Letters to the Editor
Thrombophlebitis: A Common Complication of Amiodarone
FREE PREVIEW Log in or buy this issue to read the full article. AAFP members and paid subscribers get free access to all articles. Subscribe now.
FREE PREVIEW Subscribe or buy this issue. AAFP members and paid subscribers get free access to all articles.
Am Fam Physician. 2004 Oct 15;70(8):1448.
to the editor: I read with interest the excellent article1 by Dr. Siddoway on the clinical use of the antiarrhythmic drug amiodarone (Cordarone) that appeared in the December 1, 2003, issue of American Family Physician. The author clearly presented the effectiveness and adverse effects related to this therapy that has been used intravenously or orally to convert and prevent recurrences of cardiac arrhythmias. However, there was no mention in the article1 of thrombophlebitis, a common complication associated with intravenous amiodarone.2
Recent studies3 have reported rates of phlebitis as high as 16 percent with the intravenous administration of amiodarone. A meta-analysis4 of 18 randomized controlled trials studying intravenous amiodarone to convert atrial fibrillation reported an 8 percent rate of phlebitis among the 550 patients who received amiodarone. In this systematic review,4 phlebitis was the most common adverse effect of the drug, followed by bradycardia (4 percent of patients) and hypotension (2 percent of patients).
Thrombophlebitis usually occurs when high doses of amiodarone are infused over a long period in peripheral veins. Thus, to avoid this side effect, the drug should be administered in a peripheral vein for a maximum of 24 hours. Afterwards, the drug must be used orally or a central vein access should be considered.5 By following these precautions, this minor but frequent complication can be avoided.
1. Siddoway LA. Amiodarone: guidelines for use and monitoring. Am Fam Physician. 2003;68:2189–96.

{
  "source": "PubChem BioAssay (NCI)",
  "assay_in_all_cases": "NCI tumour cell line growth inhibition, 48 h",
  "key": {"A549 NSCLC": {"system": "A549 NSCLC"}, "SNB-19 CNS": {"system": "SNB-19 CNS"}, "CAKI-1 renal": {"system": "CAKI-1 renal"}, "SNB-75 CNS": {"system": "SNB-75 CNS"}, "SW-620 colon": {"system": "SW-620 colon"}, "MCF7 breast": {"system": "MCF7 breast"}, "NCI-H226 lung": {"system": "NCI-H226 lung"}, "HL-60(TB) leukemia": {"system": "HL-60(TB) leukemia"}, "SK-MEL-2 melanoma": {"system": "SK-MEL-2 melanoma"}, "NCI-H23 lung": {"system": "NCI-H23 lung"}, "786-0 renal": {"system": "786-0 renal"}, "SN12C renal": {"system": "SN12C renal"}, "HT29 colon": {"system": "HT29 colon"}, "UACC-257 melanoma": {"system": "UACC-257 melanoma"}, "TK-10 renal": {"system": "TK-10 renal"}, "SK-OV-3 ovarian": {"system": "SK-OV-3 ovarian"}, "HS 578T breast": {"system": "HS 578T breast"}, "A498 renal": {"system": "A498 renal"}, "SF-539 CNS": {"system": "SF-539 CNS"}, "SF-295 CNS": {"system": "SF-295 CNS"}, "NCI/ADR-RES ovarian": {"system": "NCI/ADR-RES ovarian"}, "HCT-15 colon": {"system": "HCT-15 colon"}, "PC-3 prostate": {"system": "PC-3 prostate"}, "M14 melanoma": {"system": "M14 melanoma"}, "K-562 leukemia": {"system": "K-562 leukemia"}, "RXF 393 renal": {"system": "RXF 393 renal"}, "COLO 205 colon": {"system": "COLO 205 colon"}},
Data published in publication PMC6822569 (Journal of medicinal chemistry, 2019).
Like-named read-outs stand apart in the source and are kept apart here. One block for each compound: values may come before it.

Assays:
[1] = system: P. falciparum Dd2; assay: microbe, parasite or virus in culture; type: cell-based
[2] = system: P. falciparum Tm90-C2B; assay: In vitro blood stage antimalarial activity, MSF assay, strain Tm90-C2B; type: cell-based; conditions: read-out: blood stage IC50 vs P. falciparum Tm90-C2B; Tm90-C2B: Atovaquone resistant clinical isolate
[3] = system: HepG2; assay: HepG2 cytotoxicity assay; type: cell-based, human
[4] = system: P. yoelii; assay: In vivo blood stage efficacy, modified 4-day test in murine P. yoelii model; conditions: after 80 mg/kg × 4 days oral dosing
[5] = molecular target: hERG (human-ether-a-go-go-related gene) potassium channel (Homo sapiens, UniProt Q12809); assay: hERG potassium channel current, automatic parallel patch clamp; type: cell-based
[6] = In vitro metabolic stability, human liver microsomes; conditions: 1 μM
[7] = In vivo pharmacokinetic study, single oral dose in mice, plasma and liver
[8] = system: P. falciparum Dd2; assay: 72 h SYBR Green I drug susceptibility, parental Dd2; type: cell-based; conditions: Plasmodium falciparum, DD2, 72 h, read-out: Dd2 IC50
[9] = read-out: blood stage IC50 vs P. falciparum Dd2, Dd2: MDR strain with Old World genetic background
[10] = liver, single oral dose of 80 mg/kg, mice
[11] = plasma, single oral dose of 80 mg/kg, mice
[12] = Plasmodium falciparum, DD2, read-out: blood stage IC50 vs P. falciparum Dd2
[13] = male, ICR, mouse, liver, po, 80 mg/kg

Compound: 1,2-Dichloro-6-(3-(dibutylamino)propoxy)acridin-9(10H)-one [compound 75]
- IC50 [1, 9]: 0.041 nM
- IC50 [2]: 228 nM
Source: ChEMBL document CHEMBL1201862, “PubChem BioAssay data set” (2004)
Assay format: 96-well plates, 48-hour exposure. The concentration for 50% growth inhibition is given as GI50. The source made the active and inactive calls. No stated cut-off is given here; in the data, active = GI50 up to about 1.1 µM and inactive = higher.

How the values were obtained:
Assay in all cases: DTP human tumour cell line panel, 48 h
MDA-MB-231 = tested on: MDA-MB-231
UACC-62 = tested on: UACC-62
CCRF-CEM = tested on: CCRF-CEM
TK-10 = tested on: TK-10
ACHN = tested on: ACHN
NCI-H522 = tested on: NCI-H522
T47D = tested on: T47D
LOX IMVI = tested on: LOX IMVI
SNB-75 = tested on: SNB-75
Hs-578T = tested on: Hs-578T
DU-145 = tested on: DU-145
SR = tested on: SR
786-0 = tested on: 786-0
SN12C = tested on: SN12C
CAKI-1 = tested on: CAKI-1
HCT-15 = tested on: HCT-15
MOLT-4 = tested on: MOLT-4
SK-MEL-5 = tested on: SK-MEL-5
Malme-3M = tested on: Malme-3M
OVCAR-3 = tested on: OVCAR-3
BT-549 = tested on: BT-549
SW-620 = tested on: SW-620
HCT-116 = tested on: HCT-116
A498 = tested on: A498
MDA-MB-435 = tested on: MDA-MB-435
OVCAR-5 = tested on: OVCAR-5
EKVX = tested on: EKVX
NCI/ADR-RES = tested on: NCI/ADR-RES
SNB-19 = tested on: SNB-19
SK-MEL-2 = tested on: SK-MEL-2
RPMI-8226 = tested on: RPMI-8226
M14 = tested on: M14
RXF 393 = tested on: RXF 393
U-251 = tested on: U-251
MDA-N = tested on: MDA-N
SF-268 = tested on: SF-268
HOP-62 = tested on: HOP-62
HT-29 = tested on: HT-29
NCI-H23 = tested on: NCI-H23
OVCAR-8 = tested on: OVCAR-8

2. Aravanis C. Acute thrombophlebitis due to IV use of amiodarone. Chest. 1982;82:515–6.
3. Vardas PE, Kochiadakis GE, Igoumenidis NE, Tsatsakis AM, Simantirakis EN, Chlouverakis GI. Amiodarone as a first-choice drug for restoring sinus rhythm in patients with atrial fibrillation: a randomized, controlled study. Chest. 2000;117:1538–45.
4. Hilleman DE, Spinler SA. Conversion of recent-onset atrial fibrillation with intravenous amiodarone: a meta-analysis of randomized controlled trials. Pharmacotherapy. 2002;22:66–74.
5. Faniel R, Schoenfeld P. Efficacy of i.v. amiodarone in converting rapid atrial fibrillation and flutter to sinus rhythm in intensive care patients. Eur Heart J. 1983;4:180–5.
Send letters to Kenneth W. Lin, MD, MPH, Associate Deputy Editor for AFP Online, e-mail: email@example.com, or 11400 Tomahawk Creek Pkwy., Leawood, KS 66211-2680.
Please include your complete address, e-mail address, and telephone number. Letters should be fewer than 400 words and limited to six references, one table or figure, and three authors.
Letters submitted for publication in AFP must not be submitted to any other publication. Possible conflicts of interest must be disclosed at time of submission. Submission of a letter will be construed as granting the American Academy of Family Physicians permission to publish the letter in any of its publications in any form. The editors may edit letters to meet style and space requirements.
Copyright © 2004 by the American Academy of Family Physicians.
This content is owned by the AAFP. A person viewing it online may make one printout of the material and may use that printout only for his or her personal, non-commercial reference. This material may not otherwise be downloaded, copied, printed, stored, transmitted or reproduced in any medium, whether now known or later invented, except as authorized in writing by the AAFP. Contact firstname.lastname@example.org for copyright questions and/or permission requests.
Want to use this article elsewhere? Get Permissions